I sent an email to Heritage Nova Scotia asking for assistance in locating this house (if it still stands) and I was redirected to the Nova Scotia Archives who responded:

"There was only one house part of James Dempster’s North End Planning Mill on the 1879 Hopkins City Atlas of Halifax, Plate No S. See Maps on our web site and you can look at the atlas.  The Goad Fire Insurance Plans of 1895, 1899, 1911 have a small two storey building or residence on the south side of the street.  By 1914, the house has a one storey addition at the rear. The street appears on the 1878 City Atlas but we did not find it laid out on the 1889, 1895, 1899 Goad Atlas. The 1911 atlas show the street but it is unnamed. The 1911 Atlas calls it Garrack Street.

We perused the Halifax City Directories on-line and found Samuel Tomlin listed as a labourer at 84 Grafton Street. By 1880, he is listed as a coal hawker and later as a coal carrier. The first year he resided on King’s Place is 1888 and his home was on the east side of the street. The only street in the area where that fits this description is Love’s Lane later known as Kings Lane and today is June Street. This street runs from Cunard to West and was originally a cow path.

Please forget the previous. We checked a 1901 Halifax City Directory and found Samuel Tomlin living on King Street which ran between North Street and St. Alban’s Street west of Robie Street. This is where Francis “Frank” G. Tomlin and his daughter Veronica Tomlin lived when they were killed as a result of the 1917 Halifax Explosion."

The Nickersons

The last of the oral history shared by Carolyn Tomlin is about the Nickersons:
" ....But Emily Tomlin was Emily Nickerson, daughter of James Nickerson & Esther Purdy.
Plug those names into the search engine on Ancestry, and it'll take you back to the 1500's in England.
The 1871 Census of Canada shows Emily - but Esther is dead by then and a stepmother is there; and in our home town of Clark's Harbour on Cape Sable Island there is the Archelaus Smith Museum, which has hand-written records of the local families, and one Emily Nickerson married to a Samuel Thomlin of Halifax. Voila! I have a picture of it which I can't lay my hands on, but I will find it.
The Nickersons came from Cape Cod after the expulsion of the Acadians to take over the Atlantic fishery."
Carolyn Tomlin concludes her message by saying, " I kept my Tomlin name when I married because I am literally the last of the Tomlins."
Halifax Explosion Postcards

I am grateful to another distant cousin (Doreen Evans) who is filling in more of the Nova Scotia gaps with wonderful photographs.

I have added four postcards below depicting the Halifax Explosion so that you can have a better idea about the conditions that poor Francis Tomlin searched for his lost family members. They are scanned from the photograph archive held by Doreen Evans (granddaughter of Effie Tomlin)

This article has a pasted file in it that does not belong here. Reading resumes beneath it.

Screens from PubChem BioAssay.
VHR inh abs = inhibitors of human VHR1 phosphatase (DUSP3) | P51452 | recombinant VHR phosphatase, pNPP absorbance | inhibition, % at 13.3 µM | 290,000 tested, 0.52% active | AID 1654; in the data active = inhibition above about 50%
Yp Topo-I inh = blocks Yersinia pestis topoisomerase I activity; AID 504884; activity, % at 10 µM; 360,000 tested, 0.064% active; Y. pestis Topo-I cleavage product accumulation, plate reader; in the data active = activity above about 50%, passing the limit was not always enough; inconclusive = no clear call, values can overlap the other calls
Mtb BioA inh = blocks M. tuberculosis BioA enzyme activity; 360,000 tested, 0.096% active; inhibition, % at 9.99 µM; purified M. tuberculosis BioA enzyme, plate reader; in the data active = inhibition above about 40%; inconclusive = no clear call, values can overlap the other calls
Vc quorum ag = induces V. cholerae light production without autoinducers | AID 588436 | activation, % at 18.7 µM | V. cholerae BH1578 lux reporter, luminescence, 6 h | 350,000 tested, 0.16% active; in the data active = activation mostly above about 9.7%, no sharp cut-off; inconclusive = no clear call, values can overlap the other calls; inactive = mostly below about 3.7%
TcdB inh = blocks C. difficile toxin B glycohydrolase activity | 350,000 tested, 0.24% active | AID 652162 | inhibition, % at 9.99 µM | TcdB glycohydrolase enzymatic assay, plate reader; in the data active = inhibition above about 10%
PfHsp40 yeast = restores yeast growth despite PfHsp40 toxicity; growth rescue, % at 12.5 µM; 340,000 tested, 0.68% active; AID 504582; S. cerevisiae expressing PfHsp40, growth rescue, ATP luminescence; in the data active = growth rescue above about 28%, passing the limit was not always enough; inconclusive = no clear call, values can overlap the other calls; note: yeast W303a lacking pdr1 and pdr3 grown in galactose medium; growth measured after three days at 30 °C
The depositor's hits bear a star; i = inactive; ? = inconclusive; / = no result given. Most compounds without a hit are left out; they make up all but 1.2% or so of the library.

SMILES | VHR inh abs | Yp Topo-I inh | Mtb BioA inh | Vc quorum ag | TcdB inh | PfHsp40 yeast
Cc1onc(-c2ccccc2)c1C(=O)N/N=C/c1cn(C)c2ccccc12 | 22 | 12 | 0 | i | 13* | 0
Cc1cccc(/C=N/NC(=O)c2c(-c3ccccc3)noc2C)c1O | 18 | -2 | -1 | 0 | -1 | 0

Daughter Veronica Tomlin died in Explosion

As you recall from the beginning of this post, "Francis C. Tomlin searched day and night through the ruins of north end Halifax and the next day's blizzard looking for bodies after the Halifax Explosion. He lost his daughter," and many, many other family members and co-workers.

You can view the death certificate and other information about his daughter Veronica Tomlin who died in the Halifax Explosion Dec. 6 , 1917 here: Veronica is buried st Mount Olivet Cemetery, Halifax, NS.

You will read from the photograph of her death certificate that she died from "shock due to injuries in explosion" which was the standard cause of death in most of these death records at the time of the explosion.

More Halifax Explosion Links
Another Explosion?

Doreen Evans also sent photographs of smoke clouds that appear to be coming from the opposite shore in Halifax and at first I thought they were related to the Halifax Explosion but then I looked more closely at the clothing in the photo below.

Above: Young folks walking with smoke visible in the background

You can see the young women above are wearing short dresses (below the knee) which would make it a different time period than the 1917 explosion. When I researched further, I came across a reference to the Halifax Explosion II. This referred to an explosion of munitions at the Magazine near Dartmouth, (The Bedford Magazine explosion) (July 18-19, 1945)

See The Other Halifax Explosion, Bedford Magazine, July 18-20, 1945". H. Millard Wright. Retrieved 2013-03-14.

Another view of the smoke
Above: Young Men in foreground looking at the smoke
 Cloud of smoke over the rooftops

I cant be entirely sure, but I believe these photographs may have been taken of the explosion of munitions at the Magazine near Dartmouth. If you have any thoughts, please add them to the comment section below.

Many thanks to distant cousins Carolyn Tomlin and Doreen Evans for helping to fill in the stories about the Tomlins, Nickersons and Melhuishes in Nova Scotia. There are so many more stories waiting to be told. Nova Scotia is a beautiful place with a wonderful history that I love to research.